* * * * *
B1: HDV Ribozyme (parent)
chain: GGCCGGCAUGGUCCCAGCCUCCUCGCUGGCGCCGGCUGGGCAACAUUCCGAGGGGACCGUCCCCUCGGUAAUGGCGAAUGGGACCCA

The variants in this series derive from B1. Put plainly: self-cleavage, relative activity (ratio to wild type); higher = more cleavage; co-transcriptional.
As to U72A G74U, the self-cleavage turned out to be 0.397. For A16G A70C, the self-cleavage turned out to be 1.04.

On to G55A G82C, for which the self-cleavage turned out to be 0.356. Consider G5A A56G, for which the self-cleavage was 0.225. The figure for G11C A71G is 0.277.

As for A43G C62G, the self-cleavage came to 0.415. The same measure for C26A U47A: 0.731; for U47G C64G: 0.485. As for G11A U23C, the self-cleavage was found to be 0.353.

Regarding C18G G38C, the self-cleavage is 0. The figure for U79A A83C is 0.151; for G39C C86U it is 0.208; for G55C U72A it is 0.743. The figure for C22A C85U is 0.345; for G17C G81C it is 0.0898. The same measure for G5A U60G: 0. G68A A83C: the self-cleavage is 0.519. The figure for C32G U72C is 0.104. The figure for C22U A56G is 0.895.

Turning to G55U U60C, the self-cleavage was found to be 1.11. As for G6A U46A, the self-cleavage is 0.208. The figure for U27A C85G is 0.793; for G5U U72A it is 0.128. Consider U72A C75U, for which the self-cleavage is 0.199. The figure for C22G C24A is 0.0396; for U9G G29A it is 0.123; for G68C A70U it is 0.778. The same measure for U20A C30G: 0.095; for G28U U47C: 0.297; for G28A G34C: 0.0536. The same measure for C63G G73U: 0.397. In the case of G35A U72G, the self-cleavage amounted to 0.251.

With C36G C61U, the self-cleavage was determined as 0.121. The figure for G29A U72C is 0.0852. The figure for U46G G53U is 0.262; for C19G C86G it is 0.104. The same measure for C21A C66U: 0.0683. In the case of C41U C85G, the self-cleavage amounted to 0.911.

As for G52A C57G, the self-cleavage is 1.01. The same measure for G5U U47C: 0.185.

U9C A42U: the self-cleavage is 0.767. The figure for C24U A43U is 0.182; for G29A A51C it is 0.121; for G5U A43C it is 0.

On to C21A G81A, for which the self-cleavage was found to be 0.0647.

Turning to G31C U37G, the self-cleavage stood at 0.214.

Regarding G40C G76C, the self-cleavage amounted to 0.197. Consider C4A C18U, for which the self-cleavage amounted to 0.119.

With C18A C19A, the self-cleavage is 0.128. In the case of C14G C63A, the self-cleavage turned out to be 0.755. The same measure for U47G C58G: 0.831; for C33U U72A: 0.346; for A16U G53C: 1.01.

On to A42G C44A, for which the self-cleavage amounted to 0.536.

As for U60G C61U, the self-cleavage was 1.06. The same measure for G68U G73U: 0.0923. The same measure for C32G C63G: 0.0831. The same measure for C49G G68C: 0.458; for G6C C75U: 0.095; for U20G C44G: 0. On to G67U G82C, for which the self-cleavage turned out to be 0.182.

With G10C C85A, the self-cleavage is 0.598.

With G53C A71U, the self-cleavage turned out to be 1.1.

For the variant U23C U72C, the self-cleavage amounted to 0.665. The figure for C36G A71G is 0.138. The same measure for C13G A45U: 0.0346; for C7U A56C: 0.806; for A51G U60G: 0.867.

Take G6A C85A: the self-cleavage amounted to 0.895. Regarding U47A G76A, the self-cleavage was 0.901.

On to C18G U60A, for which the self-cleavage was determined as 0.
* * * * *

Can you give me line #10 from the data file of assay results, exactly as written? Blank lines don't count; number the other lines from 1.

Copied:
As for G52A C57G, the self-cleavage is 1.01. The same measure for G5U U47C: 0.185.